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Re: Dimond has some A2 data! [BryanD] [ In reply to ]
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I (dis)like how they test at non standard yaw angles to potentially make it harder to compare their bike vs other bikes that have tested data from A2.

All in all If I was going to spend money or my athletes money (oh wait I've helped 6 with the should I buy Bike A or Bike B or Bike C decisions in the last 4 mo), there are 2-4 other brands I'm sticking my athletes on before the Dimond.

Although damn it, I do love me some of the paint schemes they've been coming up with. Love, love in fact.

Brian Stover
Accelerate3 Coaching
twitter & IG = @accelerate3
Last edited by: desert dude: Jul 30, 16 13:21
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Re: Dimond has some A2 data! [Titanflexr] [ In reply to ]
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Titanflexr wrote:

That's 5W at 30mph.....so 1.5W at 20mph (a more typical IM speed).

Ummm...no. They're quoting ~40g of drag when tested at 30mph. That is ~equivalent to a power difference of 4W at typical bike racing speed, NOT at 30mph.

That's ok though, both the 30mph caveat for the test and the "at typical race speed" for the power estimate are commonly left off and cause confusion. Context matters ;-)



http://bikeblather.blogspot.com/
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Re: Dimond has some A2 data! [chrisgrigsby] [ In reply to ]
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chrisgrigsby wrote:
My experience with the Dimond bikes was pretty disappointing. I test rode one from a local dealer and was shocked at how harsh the ride was compared to my 2016 P2, especially considering that the selling point of a beam point seems to be the added comfort. This was with the stock Profile deep dish wheels, so perhaps those wheels are harsh as compared to the 808s on my P2, but my bike felt like a magic carpet ride next to the Dimond.

Still, on a whim, I bought a used Dimond bike sans wheels from someone on the forum here last Spring. It was a killer deal with a Di2 build, Quarq power meter, ceramic speed bearings, etc..., and I figured I could use my 808s to smooth out the ride. The bike arrived and the fit and finish was so poor that it looked like the very first attempt someone had at building a bicycle, or anything for that matter, in their life. The paint was flaking and chipping to the touch and there were cracks all along the bottom bracket that were impossible to discern whether they were structural or not. The bike was still under warranty to the original owner but Dimond was basically worthless in addressing my concerns. According to the seller, Dimond said they would take care of me if the cracks turned out to be structural, but I never got anything in writing. Plus, the offer was worthless in that they evidently said they would give me a tiny discount on the full retail price of a $4,000 Xpress frame if mine failed. In other words, they refused to warranty their workmanship on the frame, knowing full well that the paint was problematic on a ton of their frames. I even offered to pay them to repaint it properly and they told me they were too busy. I asked them how much to upgrade to a Superfork and they told me those were only available to 'customers', i.e. not me because I didn't buy the bike new from them. So much for standing by your product.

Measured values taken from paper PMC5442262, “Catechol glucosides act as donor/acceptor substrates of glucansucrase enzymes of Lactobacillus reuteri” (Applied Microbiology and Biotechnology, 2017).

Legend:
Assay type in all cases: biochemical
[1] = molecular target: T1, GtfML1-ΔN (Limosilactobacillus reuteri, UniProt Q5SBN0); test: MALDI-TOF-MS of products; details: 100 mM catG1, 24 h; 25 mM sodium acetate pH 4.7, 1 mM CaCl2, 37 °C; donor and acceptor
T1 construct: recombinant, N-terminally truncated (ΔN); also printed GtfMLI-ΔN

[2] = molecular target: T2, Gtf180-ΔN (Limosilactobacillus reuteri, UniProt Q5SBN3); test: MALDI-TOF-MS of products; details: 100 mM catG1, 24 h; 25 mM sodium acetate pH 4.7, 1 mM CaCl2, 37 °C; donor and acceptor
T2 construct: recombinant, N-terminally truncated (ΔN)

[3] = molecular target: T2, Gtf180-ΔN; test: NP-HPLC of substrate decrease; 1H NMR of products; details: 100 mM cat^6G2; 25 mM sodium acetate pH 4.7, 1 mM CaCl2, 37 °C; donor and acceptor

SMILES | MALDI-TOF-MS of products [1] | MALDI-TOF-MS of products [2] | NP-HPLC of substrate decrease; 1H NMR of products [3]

It was so apparent to me that this company was not headed in the right direction that I sold it immediately and am happily riding my heavily upgraded P2, at a fraction of the cost.

Finally, does no one else seem to care that the Dimond wind tunnel testing showed no measurable improvement over a Shiv or a P5-three with the rider onboard? That fact alone tells me that there is no real reason to buy a Dimond other than to look cool. You aren't going to be faster on it, hell, you may even be slower than a P5-Six, you can't ride it on a trainer, the resale value is terrible, and the company doesn't appear to stand behind their work.

I appreciate your candidness regarding Dimond's warranty failure.

Makes me appreciate the two Trek SC paint issues I had that Trek swapped out for FREE including shop disassembly of old frames group sets, shipping, assembly of group sets on new frames and some free upgrades.

Few things are worse than a company that doesn't care about their customer following a sale. Shame on them.
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Re: Dimond has some A2 data! [Bryan0721] [ In reply to ]
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I found Dimond's customer service to be excellent. That's been my experience.

2018 Races:
Oceanside 70.3, Oceanside, CA, April 7th | Ironman Texas, The Woodlands, TX, April 28th | Finland 70.3, Lahti, Finland, June 30th | Jönköping 70.3, Jönköping, Sweden, July 8th

Gear: Dimond Bikes | Desoto Sport | Hoka One One
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Re: Dimond has some A2 data! [Rappstar] [ In reply to ]
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Don't feed the turd.
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Re: Dimond has some A2 data! [The GMAN] [ In reply to ]
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The GMAN wrote:
I found Dimond's customer service to be excellent. That's been my experience.

Pre-sale? Or in what respect exactly? Because Chris' experience post-sale speaks volumes. And that's exactly where it counts and matters most IMO.
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Re: Dimond has some A2 data! [chrisgrigsby] [ In reply to ]
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You're not the first person to experience quality issues, and that has scared me off from getting one. Too bad, I think they look awesome. Sticking with my SC9 for now and hoping that cervelo or trek come out with something cool soon - a lot to be said for buying a bike that your LBS will offer full support and warranty on.